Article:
Here, we reconstruct a high-impact foehn storm (definition in AMS 2014) in the Swiss Alps that occurred on 15 February 1925, and we model the associated losses on a local scale.
The foehn storm of 15 February 1925 ranks among the most hazardous windstorms in Switzerland since the mid-nineteenth century (Stucki et al.
Here, we extend these latest methods with a modeling chain that allows reassessing the high-impact foehn storm of 15 February 1925 on synoptic to mesogamma scales.
Streiff-Becker's conceptual cross section of the wind field through Glarus on 15 February 1925 shows further interesting features of the foehn storm (Fig.
With our approach, we model the potential economic losses from the 15 February 1925 foehn storm using present-day asset distributions in Switzerland.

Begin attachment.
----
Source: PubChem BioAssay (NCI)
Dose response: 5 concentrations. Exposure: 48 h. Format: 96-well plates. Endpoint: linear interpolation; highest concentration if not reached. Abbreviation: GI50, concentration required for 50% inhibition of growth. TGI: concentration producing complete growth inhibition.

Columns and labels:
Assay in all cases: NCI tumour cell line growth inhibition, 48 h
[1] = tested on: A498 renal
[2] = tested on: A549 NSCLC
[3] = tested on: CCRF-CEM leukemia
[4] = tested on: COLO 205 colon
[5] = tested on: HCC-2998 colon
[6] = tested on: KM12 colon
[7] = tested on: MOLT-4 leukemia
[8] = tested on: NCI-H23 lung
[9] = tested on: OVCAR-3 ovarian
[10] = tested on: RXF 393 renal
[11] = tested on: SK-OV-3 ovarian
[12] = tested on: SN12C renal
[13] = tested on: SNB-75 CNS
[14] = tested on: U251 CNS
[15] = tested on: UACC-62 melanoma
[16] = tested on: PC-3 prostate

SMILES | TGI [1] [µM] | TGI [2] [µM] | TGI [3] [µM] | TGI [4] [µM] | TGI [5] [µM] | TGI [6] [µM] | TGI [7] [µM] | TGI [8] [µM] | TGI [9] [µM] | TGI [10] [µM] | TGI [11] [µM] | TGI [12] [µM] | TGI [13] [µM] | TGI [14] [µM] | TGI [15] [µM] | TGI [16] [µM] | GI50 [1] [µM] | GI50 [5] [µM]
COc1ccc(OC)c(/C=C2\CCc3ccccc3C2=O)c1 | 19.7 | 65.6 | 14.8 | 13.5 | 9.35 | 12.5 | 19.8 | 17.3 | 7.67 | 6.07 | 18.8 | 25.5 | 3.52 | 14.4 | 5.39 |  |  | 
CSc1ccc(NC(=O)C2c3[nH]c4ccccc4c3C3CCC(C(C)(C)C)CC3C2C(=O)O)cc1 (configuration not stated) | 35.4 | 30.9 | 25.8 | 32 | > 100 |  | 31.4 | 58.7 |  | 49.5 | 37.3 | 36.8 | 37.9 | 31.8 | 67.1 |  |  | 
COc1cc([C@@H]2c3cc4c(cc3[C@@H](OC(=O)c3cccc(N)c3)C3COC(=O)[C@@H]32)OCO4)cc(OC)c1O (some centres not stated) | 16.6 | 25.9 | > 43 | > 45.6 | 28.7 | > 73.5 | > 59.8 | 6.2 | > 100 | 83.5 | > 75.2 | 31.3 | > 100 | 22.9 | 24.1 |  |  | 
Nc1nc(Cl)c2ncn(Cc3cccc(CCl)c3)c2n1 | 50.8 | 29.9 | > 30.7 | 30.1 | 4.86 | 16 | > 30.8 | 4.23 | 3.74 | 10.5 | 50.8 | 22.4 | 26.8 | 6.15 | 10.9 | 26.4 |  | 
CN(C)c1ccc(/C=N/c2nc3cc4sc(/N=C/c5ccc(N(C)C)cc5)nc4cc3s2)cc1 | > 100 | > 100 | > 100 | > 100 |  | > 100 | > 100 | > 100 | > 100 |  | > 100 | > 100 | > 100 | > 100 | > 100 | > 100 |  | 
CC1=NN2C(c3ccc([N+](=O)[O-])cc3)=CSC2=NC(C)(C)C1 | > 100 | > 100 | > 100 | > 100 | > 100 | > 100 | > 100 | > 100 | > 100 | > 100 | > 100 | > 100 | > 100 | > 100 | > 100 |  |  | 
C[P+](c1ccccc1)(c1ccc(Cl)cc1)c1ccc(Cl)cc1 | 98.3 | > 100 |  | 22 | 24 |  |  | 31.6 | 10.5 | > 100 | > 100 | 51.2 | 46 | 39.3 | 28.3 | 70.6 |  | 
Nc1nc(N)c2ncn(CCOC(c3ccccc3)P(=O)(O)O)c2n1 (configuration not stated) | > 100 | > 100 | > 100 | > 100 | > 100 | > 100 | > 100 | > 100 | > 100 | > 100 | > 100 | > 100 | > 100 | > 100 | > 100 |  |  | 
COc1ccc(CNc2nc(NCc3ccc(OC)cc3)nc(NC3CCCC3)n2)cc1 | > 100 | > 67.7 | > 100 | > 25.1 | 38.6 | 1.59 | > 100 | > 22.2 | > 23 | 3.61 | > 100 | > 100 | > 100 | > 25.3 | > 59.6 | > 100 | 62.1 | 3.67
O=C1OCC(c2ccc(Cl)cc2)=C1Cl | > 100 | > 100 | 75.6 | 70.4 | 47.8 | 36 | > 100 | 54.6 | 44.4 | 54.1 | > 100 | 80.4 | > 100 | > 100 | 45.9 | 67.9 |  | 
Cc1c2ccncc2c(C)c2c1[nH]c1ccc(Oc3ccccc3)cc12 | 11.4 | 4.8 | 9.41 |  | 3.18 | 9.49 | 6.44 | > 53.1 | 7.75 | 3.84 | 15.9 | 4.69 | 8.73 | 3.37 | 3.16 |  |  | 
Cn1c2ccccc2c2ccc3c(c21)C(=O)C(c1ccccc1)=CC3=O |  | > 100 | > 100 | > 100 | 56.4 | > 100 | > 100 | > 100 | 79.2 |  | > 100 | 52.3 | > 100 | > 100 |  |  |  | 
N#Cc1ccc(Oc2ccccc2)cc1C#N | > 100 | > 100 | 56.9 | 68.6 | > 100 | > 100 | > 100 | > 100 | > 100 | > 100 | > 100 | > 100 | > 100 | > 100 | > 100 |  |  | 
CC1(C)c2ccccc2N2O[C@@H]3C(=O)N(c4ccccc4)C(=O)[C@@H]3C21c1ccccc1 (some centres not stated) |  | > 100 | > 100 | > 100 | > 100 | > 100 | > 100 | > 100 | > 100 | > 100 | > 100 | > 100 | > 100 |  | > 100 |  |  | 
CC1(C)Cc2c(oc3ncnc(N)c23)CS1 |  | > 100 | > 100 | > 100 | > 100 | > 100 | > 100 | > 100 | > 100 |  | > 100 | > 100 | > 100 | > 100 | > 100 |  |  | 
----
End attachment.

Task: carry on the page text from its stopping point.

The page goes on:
In general, the pattern of simulated losses corresponds well with the pattern of reported losses associated with the foehn storm (Fig.
Our analyses of the 20CR ensemble mean, the 20CR ensemble members, and the three WRF simulations (DEM, #27, and #51) indicate that the 20CR ensemble mean and the DEM are suitable estimates of the initial and local-scale atmospheric conditions for this historical foehn storm. Nevertheless, our WRF simulations represent only three possible realizations of a very complex event, and there remain many opportunities to improve the simulation configuration.
(1) During the foehn storm, the 20CR ensemble standard deviation of mean sea level pressure (MSLP) remains small over Europe ([less than or equal to] 1.2 hPa; cf.